Messaging, Positioning and Branding
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Photo Credit: Shutterstock

Israeli companies are inept at messaging, branding and positioning. Excellence in branding, marketing and messaging are a key element inhibiting Israeli companies from becoming multi-billion dollar big companies. We want your feedback on how to solve it

 

Photo Credit: Shutterstock

Photo Credit: Shutterstock

This post was written by Michael Eisenberg, Founding Partner at Aleph, and originally posted on the Aleph blog

If you are reading this and know who Conduit or Wix are for more than 2 years, you are probably Israeli. In fact, as I sat on their boards, I often referred to Conduit and Wix as “the biggest internet companies nobody has ever heard of”…outside of Israel.

During my time as a partner at Benchmark I always marvelled at how companies that were significantly smaller and not yet as successful as Conduit or Wix were already household names, buzzing from the New York Times to the WSJ to Techcrunch and AllthingsD (now re/code). And, they jumped from those media outlets to social media and customers’ lips. Uber was buzzing when it was just serving technophiles going to parties in San Francisco. Zillow was reinventing the Real Estate market and was an authority on housing data when it had 1 million users; GlassDoor was already the reigning leader reimagining the job interview and selection process when it had a small number of listed companies with small amounts of data and reviews. Now, over time, portfolio companies such as Uber, Zillow, GlassDoor as well as Benchmark’s enterprise companies such as Hortonworks, New Relic, Elastic Search and others have fulfilled those prophecies and gone on to dominate their industries.

This is not an accident. These are all great companies, with great founders and great products but they also have something else: great messaging and branding from the start. That great messaging inserts these early companies into key conversations and helps them self-fulfill their destiny. It makes them H O T. Hot companies get talked about and get invited to the right conferences and events and it is a positive feedback loop that helps propel these companies. Solving messaging and how you deliver that message creates a critical foundation for building leading and dominant businesses.

To my great frustration, I can’t recall a single Israeli company that had as much buzz nor moxy as any of the Benchmark companies I mention above. Therefore, to my great consternation, every Israeli start up enters the competitive arena handicapped. I work dramatically harder to get our Israeli companies the PR they need and invited to the right conferences and even when there, they are not in the stream of conversations that matter.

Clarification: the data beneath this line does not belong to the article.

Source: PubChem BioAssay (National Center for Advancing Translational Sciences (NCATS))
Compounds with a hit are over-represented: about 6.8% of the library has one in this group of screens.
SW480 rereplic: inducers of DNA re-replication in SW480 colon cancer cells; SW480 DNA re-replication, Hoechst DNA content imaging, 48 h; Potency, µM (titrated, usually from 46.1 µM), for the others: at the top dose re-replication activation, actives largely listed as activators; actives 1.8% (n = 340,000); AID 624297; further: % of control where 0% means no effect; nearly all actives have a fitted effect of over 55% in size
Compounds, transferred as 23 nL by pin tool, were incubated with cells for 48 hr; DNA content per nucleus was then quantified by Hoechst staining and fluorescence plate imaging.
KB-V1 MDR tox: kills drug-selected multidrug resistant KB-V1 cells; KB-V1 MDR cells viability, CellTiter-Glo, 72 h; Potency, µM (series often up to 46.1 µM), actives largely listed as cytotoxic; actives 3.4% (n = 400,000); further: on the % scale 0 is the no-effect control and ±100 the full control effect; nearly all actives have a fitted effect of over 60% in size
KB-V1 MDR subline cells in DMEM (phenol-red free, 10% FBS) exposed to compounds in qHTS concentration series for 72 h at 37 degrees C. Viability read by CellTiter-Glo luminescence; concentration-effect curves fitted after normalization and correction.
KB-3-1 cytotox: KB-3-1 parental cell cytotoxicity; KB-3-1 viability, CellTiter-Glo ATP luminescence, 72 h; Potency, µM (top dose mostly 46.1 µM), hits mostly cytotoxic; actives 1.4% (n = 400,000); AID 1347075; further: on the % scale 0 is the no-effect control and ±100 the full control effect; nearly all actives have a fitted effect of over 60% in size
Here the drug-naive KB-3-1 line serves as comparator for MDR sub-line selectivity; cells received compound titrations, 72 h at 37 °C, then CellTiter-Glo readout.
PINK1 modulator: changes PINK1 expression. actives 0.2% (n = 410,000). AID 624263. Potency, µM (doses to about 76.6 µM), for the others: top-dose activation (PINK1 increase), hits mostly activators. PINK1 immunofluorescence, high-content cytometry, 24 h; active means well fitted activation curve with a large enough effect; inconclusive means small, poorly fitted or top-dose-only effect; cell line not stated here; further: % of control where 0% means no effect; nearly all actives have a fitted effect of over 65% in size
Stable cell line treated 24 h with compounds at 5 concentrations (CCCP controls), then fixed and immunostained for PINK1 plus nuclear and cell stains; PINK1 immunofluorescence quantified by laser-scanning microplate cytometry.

When we started Aleph, we sat down to analyze why Israeli companies are so inept at messaging and branding and then we asked ourselves what we could do about it. Here is our “why” analysis:

1. Israelis prefer substance to form. Israelis naturally disdain artificial fluff and selling ahead of reality. Israel is a real and raw place where niceties and polish are the exception and not the rule. Ergo, Israelis  attribute less value to messaging, branding and positioning at the early stages of a company, thinking that it is not real and not accurate and consequently not important. Anyone who looks at the incompetent  managing of our national messaging and PR will know this is true.

2. We are handicapped by geography (many great stories start in the valley and a smaller number in NYC). Israel is not in the echo chamber of Silicon Valley where buzz can pick up ever faster once it gets rolling.

3. Israelis are misunderstood and misunderstand their audiences and mediums. Language, accents and cultural sensibilities are certainly a barrier to getting your message across. However, even more challenging, Israelis are not good at understanding a fundamental tenet of messaging, which is crafting it for the cultural sensibilities and interests of your AUDIENCE and then CONSISTENTLY and CONSTANTLY staying on message with the right words, phrases and rhymes.

When you are Israeli, it is hard to understand American or Silicon Valley sensibilities. You need an interpreter. Oftentimes, even when Israelis get the messaging and positioning right, they will use the same message and medium to communicate to a customer, an investor and a journalist and even the same message to a general journalist and a financial or specialty journalist. This obviously does not play well in Peoria.  Alternatively, Israeli entrepreneurs will use different words and messages that confuse the brand. Adam Hanft, one of the best marketing and branding people I have met, pointed me to this amazing quote from The Great Gatsby, “Personality is an unbroken series of successful gestures.” So is messaging and branding says Hanft. Israelis struggle with keeping the series unbroken and making successful gestures in general and especially in places that they do not understand.